23 April 2008

Rumors of the blog's death are only slightly exaggerated (2nd ed.)

Apologies to all readers: I was traveling nonstop for a month doing research, got back, collapsed, and then dove into sorting out my month's worth of materials. Blogging fell by the wayside for a week. I think I'm back now. But I am starting to actually write the book, and I can't predict how that new process is going to fit with this. As with so much in the online world, no way to find out but to try it...

Now, this is going to be a bit meta: Today's post is not about MRSA, but about the phenom of distributed conversation on the intertubes that allows us to talk about MRSA. The California Health Care Foundation has published an interesting report, The Wisdom of Patients, that explores how Web 2.0 and the social networks it enables are changing consumers' experience of healthcare and potentially healthcare itself.

The initial observations in the report will not be new news to anyone who has made it here: The "positive network effect," aka the wisdom of crowds, allows those who come to the Web for health information to be smarter in aggregate than any member of the community could manage individually. And it makes the point — again, as MRSA searchers will already know — that consumers do this much more than, for instance, clinicians do. (Though I have been interested to notice, on another disease community that I monitor, an increasing participation of nurses and alternative-health professionals, though no doctors.)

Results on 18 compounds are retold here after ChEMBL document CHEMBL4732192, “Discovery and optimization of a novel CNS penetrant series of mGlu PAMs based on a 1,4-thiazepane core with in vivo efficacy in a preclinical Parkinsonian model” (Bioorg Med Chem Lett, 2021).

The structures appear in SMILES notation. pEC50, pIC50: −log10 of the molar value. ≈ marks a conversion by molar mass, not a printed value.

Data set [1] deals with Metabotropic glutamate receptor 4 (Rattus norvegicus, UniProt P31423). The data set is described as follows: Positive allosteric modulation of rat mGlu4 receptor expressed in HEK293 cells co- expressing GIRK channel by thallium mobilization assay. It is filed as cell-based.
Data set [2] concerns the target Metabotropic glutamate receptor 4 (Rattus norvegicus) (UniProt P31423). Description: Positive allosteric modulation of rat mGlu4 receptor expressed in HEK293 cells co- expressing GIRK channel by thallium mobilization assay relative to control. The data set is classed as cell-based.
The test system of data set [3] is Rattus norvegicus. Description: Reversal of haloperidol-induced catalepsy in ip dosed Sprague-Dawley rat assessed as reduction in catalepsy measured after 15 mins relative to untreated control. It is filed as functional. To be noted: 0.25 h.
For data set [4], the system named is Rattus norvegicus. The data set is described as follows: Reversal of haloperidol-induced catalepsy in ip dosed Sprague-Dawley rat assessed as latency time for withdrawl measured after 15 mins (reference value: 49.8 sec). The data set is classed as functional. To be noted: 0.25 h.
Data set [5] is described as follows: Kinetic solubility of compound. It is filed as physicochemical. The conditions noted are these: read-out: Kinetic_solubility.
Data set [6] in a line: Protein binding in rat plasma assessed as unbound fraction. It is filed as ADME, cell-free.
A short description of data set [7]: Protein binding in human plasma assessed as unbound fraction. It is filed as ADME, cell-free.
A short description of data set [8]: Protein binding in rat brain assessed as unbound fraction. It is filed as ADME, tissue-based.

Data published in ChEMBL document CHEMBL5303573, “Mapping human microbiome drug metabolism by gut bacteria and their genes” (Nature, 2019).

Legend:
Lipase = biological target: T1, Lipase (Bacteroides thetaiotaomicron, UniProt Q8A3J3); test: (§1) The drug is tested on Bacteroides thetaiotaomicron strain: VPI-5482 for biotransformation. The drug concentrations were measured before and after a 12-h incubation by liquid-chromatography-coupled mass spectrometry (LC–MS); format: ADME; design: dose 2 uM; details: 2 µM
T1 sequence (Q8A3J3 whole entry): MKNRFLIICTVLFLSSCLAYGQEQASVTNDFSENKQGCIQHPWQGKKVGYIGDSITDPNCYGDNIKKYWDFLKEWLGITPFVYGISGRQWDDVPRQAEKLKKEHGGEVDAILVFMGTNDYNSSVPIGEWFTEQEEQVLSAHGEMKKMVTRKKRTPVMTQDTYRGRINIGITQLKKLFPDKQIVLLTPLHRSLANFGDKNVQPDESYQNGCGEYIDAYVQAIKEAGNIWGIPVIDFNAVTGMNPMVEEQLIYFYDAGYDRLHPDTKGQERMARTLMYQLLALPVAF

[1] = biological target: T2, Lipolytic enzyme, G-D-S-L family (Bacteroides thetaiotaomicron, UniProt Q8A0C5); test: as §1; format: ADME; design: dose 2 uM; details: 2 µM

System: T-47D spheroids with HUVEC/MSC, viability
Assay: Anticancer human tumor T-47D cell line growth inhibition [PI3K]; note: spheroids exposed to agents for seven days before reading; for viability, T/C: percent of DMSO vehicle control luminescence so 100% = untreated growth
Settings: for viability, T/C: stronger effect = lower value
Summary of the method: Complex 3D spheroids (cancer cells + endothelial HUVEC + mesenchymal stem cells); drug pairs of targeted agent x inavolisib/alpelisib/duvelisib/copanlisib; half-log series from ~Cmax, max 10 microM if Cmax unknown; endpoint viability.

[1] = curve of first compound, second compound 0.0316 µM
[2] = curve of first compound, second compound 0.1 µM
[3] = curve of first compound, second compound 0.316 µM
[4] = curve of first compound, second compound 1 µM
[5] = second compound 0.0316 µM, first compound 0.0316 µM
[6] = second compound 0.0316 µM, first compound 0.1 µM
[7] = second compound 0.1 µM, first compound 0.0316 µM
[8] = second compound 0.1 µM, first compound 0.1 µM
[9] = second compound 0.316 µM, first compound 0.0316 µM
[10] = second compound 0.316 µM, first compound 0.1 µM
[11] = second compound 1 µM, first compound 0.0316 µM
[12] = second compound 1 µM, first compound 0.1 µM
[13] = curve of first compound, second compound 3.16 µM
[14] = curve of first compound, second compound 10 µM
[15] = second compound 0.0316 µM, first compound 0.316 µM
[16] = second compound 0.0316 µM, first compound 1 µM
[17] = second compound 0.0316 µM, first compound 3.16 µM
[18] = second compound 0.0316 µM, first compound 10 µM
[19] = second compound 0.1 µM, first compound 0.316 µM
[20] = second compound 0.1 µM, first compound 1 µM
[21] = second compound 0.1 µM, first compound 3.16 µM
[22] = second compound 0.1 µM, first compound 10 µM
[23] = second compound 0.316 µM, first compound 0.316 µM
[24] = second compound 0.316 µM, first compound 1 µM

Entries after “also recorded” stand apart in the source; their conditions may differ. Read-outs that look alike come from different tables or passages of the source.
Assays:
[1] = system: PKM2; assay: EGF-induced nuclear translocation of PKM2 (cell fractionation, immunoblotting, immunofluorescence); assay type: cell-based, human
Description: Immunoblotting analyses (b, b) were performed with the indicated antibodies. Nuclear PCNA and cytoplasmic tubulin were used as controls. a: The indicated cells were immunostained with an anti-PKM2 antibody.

The report, written by health care economist Jane Sarasohn-Kahn, raises thoughtful questions about the inefficiency of the 2.0 experience (think of digging through the many posts on a disease-community board to find the ones that fit your situation), the emerging legal and privacy concerns, and the business potential of health-related social networking, and ends with some examples of high-traffic health-related blogs, wikis, and new formats that bring health plans into the conversation.

The press release that gives a brief precis of the report is here and the full report (pdf, 807k) is here. (UPDATE: The link to the full report was broken but is now fixed; sorry.)

In a slight irony — and a sign of how new all this is — the CHCF site where the report is posted is not itself 2.0: It has no comment or talkback functions. Coming soon, the foundation says.

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